My life has been changing at a rapid pace lately, I feel like it’s been hard to keep up. So far:
- I’m married! More than a year has passed and I’ve yet to get all my updated government IDs. It’s been a huge challenge to get these government IDs, by the way. I could go on and on about the annoying changes in requirements, unhelpful information desks and unexpected waiting times. That’s the Philippine government for the average Filipina, I guess.
- I’m pregnant! It’s been 25 weeks already, and my mind had been focused mostly on pregnancy-related tasks, such as maternity benefit requirements, food I want to eat in the next hour, OB-GYNE appointments, lab tests and sleep.
So now I need to go and update my current portfolio to include the upcoming baby in my financial plan. I like thinking ahead, after all.
Let’s get started!
Being single was easy, especially back when I was just dating my husband, who was pretty good at managing his income himself. But now, since my husband is his family’s breadwinner and I can’t take that away from the Uys even if I wanted to, I need to essentially man up and act like a single mom temporarily until everything gets sorted out. Where should one start when reassessing someone’s financial situation?
1. Check current status I’ve taken a look at my current basket of eggs and it’s looking fair–not that great for someone at my age, but pretty average for a writer. I keep my stress levels pretty low, with occasional healthy eating, mindfulness exercises and daily walking sessions. I think I’m doing good for a 31-year-old! At this rate my life expectancy is 87, which I will reach in 2074. That’s a pretty daunting year, considering the current economic issues plaguing the Philippines and neighboring countries. I’m crossing my fingers that things won’t get worse!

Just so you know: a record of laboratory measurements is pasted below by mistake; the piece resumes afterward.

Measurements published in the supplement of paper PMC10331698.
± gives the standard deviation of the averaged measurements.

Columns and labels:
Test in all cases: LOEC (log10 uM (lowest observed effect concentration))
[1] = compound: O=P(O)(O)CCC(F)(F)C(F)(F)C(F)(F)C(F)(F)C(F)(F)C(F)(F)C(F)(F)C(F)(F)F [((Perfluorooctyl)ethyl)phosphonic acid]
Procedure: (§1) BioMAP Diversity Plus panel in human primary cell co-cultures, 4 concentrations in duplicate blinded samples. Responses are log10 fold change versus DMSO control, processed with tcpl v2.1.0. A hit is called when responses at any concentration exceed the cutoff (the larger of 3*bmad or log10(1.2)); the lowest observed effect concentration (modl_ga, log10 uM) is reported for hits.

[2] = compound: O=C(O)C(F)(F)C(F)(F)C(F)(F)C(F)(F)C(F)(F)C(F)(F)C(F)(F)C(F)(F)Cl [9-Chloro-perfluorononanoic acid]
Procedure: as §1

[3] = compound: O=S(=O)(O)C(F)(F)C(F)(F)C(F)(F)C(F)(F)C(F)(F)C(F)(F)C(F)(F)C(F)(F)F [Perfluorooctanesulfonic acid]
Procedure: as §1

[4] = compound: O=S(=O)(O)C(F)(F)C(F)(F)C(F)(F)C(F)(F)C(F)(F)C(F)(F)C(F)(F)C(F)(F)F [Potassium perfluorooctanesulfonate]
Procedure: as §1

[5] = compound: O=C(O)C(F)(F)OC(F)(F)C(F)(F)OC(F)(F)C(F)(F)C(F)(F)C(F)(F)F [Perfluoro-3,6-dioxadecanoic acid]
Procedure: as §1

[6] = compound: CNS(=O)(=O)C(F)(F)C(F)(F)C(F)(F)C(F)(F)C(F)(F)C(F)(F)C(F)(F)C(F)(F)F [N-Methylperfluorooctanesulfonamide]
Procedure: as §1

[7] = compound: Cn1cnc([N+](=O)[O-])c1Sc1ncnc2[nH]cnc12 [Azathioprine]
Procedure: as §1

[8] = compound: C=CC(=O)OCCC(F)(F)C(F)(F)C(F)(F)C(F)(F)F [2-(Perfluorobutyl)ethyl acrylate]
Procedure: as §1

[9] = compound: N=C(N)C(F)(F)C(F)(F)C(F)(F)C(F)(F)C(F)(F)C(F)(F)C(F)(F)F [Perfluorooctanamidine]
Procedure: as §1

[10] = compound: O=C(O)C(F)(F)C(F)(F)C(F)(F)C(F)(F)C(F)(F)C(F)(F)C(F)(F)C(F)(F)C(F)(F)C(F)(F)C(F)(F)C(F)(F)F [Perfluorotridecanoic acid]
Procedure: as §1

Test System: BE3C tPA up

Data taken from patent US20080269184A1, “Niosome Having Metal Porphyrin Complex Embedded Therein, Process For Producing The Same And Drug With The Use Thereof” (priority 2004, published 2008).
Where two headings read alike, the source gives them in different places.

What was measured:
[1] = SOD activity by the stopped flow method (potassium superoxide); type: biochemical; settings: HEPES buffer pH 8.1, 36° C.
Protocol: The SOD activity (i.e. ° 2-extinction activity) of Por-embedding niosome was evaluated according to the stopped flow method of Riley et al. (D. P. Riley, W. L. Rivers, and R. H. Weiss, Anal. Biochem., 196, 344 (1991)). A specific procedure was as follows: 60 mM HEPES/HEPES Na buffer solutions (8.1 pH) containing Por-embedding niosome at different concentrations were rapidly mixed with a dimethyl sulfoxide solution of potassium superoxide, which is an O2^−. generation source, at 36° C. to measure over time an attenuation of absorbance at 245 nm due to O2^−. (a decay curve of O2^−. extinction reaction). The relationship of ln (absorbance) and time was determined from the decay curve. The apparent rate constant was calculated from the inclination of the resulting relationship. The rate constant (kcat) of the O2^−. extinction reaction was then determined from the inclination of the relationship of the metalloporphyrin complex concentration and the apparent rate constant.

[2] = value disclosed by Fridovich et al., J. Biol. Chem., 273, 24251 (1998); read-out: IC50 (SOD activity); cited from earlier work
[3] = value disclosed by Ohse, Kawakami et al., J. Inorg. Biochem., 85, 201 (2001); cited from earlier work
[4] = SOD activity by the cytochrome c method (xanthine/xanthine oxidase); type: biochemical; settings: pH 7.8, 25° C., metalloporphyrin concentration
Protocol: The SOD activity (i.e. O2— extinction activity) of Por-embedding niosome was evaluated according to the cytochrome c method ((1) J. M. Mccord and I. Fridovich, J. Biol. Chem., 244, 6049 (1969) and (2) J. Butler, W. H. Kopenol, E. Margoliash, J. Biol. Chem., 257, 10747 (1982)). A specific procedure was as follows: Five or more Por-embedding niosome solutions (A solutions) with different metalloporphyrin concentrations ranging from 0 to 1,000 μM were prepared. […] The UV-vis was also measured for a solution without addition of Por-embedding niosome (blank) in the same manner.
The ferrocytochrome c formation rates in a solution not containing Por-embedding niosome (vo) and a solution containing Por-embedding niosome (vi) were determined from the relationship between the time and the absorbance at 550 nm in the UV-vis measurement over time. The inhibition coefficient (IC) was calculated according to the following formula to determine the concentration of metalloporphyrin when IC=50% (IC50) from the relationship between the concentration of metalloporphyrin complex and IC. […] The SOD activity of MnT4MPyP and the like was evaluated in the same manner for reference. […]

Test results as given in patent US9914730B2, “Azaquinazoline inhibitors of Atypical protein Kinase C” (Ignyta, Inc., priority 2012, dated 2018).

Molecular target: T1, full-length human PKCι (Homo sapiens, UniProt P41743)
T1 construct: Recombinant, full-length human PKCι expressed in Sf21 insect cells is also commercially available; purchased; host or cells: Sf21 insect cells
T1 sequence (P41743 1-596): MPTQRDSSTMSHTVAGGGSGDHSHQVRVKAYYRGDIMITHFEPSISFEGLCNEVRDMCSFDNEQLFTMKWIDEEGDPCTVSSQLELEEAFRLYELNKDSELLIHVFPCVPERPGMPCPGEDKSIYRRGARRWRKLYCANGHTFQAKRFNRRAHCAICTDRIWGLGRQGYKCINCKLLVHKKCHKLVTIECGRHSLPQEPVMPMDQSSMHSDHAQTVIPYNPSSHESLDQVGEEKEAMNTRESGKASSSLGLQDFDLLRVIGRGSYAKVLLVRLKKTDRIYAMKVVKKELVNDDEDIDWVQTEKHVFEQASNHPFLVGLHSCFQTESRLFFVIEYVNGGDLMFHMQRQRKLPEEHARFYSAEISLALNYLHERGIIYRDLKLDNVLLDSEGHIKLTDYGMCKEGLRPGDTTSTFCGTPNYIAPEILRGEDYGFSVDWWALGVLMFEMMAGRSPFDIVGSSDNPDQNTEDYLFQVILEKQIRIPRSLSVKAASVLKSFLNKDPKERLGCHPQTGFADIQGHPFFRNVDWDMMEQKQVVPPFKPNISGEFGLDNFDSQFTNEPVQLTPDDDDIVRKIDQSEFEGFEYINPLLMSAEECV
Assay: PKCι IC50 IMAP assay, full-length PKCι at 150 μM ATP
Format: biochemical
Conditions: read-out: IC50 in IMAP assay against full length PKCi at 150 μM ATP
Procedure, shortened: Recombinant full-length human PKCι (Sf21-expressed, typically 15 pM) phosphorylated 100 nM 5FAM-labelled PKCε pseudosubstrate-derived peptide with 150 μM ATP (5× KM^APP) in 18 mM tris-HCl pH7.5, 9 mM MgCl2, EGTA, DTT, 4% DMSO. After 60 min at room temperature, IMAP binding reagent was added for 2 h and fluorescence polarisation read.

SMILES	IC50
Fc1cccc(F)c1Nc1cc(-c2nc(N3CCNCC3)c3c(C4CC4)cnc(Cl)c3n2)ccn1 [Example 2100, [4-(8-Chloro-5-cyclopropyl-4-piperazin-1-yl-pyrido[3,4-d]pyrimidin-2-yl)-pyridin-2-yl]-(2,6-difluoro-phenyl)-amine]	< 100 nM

2. Change asset allocation As soon as I get my bank records updated, I’m changing my current asset allocation in favor of higher risk, higher return products. Ideally, younger people (those in their 20s) should be more aggressive with investments because higher risk products tend to get better with time, and younger people more often than not have time on their side. In my case, though, I’ve been more of a conservative in my younger years. I strongly feel that it’s time to take more risk, even if just for the next three to five years.
My immediate to-dos:
- Stop my voluntary retirement fund subscription at work. The 2% deduction from my net monthly income can be better spent elsewhere.
- Increase my stock subscription at work. Just a 2% bump can help me meet my long-term investment goals.
- Consider PERA funds, because I don’t want to miss out on the 5% tax credit.
- Consider cryptocurrency.
- Consider a new bank account in August.
3. Rethink insurance. With a dependent on the way, I need to start getting my life insured. Or at least get a death plan ready. While cremation costs can reach an affordable Php100,000 at most, my small family will need about 10 times that amount to get them going for the next six to ten years. I’m leaning towards term life insurance good for the next 20 years (or until my dependent becomes independent) since it’s cheaper and satisfies my needs.
That’s all for now. Hopefully I stick to this plan this time!
How about you guys? Have you seriously thought about saving for your future? Do you get antsy like I do whenever you think about your situation ten to 20 years from now?